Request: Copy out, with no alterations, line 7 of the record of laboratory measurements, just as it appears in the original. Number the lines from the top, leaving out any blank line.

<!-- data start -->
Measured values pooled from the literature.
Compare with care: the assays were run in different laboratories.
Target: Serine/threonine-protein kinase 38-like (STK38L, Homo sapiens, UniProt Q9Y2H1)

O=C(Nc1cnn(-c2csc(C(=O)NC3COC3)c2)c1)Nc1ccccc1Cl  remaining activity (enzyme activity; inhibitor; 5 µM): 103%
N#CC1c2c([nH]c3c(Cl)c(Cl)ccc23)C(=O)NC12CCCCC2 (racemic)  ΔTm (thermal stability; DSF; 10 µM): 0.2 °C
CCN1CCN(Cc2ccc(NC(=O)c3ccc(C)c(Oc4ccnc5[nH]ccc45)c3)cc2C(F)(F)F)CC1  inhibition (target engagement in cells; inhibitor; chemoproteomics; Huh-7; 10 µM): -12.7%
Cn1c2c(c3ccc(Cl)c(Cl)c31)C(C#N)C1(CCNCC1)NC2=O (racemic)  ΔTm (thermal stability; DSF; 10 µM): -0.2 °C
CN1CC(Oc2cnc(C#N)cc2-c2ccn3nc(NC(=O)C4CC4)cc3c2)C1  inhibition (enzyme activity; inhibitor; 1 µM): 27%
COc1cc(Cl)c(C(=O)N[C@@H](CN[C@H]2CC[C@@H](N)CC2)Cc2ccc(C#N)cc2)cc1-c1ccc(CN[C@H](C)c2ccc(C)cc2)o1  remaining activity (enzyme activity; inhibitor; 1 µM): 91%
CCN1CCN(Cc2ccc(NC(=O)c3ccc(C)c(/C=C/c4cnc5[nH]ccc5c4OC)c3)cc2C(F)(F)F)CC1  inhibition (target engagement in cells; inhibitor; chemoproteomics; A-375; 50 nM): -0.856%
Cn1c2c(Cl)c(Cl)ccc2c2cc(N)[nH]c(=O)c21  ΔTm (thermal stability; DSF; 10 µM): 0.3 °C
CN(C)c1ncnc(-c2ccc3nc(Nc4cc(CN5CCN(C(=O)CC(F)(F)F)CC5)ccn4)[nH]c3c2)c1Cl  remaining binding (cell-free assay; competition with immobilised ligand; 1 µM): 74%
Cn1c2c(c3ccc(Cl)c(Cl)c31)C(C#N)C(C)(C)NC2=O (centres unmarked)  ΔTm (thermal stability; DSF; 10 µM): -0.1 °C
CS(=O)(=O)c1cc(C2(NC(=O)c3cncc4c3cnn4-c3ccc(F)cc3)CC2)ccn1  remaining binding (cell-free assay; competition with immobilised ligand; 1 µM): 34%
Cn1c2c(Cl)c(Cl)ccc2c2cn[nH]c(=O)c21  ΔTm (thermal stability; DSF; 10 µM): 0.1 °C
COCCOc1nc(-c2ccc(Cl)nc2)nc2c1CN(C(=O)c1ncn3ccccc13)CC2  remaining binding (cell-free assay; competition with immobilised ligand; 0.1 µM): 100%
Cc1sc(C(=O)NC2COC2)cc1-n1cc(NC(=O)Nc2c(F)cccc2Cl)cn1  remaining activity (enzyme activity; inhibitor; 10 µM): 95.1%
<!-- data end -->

Cn1c2c(c3ccc(Cl)c(Cl)c31)C(C#N)C1(CCNCC1)NC2=O (racemic)  ΔTm (thermal stability; DSF; 10 µM): -0.2 °C